Local Establishments Welcome Students; “Tigers in Town” Reaches Out to Community
By Donald Gilpin
For Princeton University students it’s a safe social event across Nassau Street, a chance to get out of the dormitory, and an opportunity to help out local businesses while enjoying free food, beverages, and other merchandise. And for local restaurants, coffee shops, and other businesses, it’s an opportunity to reintroduce themselves to thousands of University students and provide a boost to sales in what for many has been a long, slow pandemic era business cycle.
Princeton University’s recently created, popular Tigers in Town program, supported by funds that in other years would be used for in-person events on campus and student giveaways, encourages students to explore the town while supporting local businesses.
Tico’s Eatery and Juice Bar, jaZams, Small World Coffee, Sakrid Coffee Roasters, Say Cheez Cafe, Hoagie Haven, Pizza Den, and Ficus have already hosted groups of University students, and the idea is attracting additional businesses and more and more students.
“I like that we can be engaged with the community,” said Princeton University senior Rachel Hazan. “I also love the free food.”
Hazan, who as a participant in the program discovered Pizza Den and enjoyed a smoothie from Rico’s and coffee from Small World and Sakrid, will soon be treated to a hoagie from Hoagie Haven courtesy of the Princeton Class of 1996, whose members saw their reunion canceled but wanted to support seniors as they were writing their theses.
“It’s a way for them to build community across class years,” said Tom Dunne, deputy dean of undergraduate students, who oversees the program. “It’s a way of maintaining connections and class ties to Princeton.”
Dunne explained that students wanting to support local businesses through the difficulties of the pandemic provided the motivation to start the program. “Students began to think about businesses they had frequented in Princeton, and they came up with creative ideas about how to support businesses that had become a defining part of their college experience,” he said.
It took some organizing among businesses, University administration, and students in order to enlist campus groups, sign up students for particular time slots, and maintain appropriate health and safety measures. “We’ve talked businesses through that process,” said Dunne. “It’s a great opportunity to partner with businesses in this new era and this new enterprise. It’s a great chance to have a productive, collaborative, and creative way to connect businesses with student consumers in a way that’s safe, and also to introduce new students to the local community.”
Dunne noted that the program is growing every day, with the Undergraduate Student Government committing an additional $15,000 to the program just last Sunday and the possibility of more in the future. “We anticipate we’ll be adding more businesses in the coming months,” Dunne said, and he went on to mention future planning for outreach to businesses in the Princeton Shopping Center.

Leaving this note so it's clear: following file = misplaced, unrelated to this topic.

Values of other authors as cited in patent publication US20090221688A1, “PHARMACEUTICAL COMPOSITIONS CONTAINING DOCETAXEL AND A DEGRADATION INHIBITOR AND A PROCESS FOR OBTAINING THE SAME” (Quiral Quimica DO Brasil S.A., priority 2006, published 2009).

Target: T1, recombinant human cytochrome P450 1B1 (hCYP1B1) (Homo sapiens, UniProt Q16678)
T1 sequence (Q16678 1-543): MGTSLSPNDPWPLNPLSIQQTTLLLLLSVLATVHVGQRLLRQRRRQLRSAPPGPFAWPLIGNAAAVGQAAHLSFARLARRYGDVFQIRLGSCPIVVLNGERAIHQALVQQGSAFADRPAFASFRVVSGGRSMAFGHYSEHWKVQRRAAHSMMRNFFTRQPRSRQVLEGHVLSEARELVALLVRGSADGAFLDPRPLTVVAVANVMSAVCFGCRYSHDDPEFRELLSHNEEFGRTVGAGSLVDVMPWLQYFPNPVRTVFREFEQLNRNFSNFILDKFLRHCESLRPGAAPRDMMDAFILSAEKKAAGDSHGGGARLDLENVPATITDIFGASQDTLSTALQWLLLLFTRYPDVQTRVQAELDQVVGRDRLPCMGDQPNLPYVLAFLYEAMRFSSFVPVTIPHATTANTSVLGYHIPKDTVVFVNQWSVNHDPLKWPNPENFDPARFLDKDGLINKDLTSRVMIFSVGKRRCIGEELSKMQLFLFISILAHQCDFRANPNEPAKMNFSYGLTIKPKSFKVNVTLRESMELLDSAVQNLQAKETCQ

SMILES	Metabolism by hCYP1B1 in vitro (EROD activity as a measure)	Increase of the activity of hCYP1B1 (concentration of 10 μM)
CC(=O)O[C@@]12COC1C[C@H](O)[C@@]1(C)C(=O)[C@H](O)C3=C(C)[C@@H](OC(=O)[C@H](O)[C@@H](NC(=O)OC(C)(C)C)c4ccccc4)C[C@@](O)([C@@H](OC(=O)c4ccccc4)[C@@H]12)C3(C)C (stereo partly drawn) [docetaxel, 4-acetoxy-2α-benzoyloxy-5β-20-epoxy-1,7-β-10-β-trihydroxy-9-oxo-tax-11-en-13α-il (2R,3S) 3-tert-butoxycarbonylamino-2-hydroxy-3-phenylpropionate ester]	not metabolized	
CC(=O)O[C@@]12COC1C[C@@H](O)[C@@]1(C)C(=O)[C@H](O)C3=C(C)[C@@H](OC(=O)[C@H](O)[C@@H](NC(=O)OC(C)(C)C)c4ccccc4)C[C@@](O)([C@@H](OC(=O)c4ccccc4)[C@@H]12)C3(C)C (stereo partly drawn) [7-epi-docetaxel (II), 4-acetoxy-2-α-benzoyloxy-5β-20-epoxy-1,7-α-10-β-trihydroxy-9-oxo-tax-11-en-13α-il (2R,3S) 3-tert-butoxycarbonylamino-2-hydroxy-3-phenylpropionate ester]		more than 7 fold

“Students are looking for ways to contribute and to be good citizens during this time when so many communities are stressed,” he added. “This program gives them opportunities to do that and they feel good about it.”
Renee De Bernard, the owner of Tico’s, where the Tigers in Town program was launched on March 9 with “Tico Tuesday,” is pleased with the program so far. “It’s a great way for the University to put money into the community and help the students at the same time,” she said.
Tico’s, she noted, lost about 75 percent of its business overnight at the start of the pandemic and had to shut down for two months. When De Bernard found out that students were returning to campus, she was excited, not just because of the influx of customers but because she had built relationships with students and knew them by name.
“This program is helping everybody get back onto their feet,” she said. “It also introduces my store to incoming freshmen who haven’t been on campus until now, and it’s a great way to introduce my product to any student. An amazing program.” Tico’s will be hosting its fifth Tigers in Town event this Friday.
Small World General Manager Vincent Jule was equally enthusiastic about the program. “It’s welcome business,” he said, “and it runs smoothly. The students stand in line, socially distanced and masked, very well organized.” He went on to point out that Tigers in Town brings back a sense of normalcy. “It has definitely brought more activity to Small World at a time when things are slow.”
Say Cheez Cafe owner Omar Delgado was also pleased with the program. He especially likes the way it helps the students to get to know the town. “Sometimes they get isolated and don’t know what Princeton is about except for the campus,” he said. “The outcome is good for everyone. I’m very happy about this.”
Delgado continued, “This helps the larger community to understand students and student life and helps the students, who sometimes feel isolated on campus. This approach connects the community with the students.”
Looking forward to enjoying the benefits of the Tigers in Town program as she finishes her thesis and her last weeks as an undergraduate, Hazan noted the importance of both town businesses and University students being able to escape their bubbles.
“Also, a number of students can’t afford to eat out often so this helps to equalize the playing field,” she said. “It gives us all an opportunity to branch out. I appreciate that businesses are willing to work with the student government and students are willing to explore different eating experiences, even in the era of COVID.”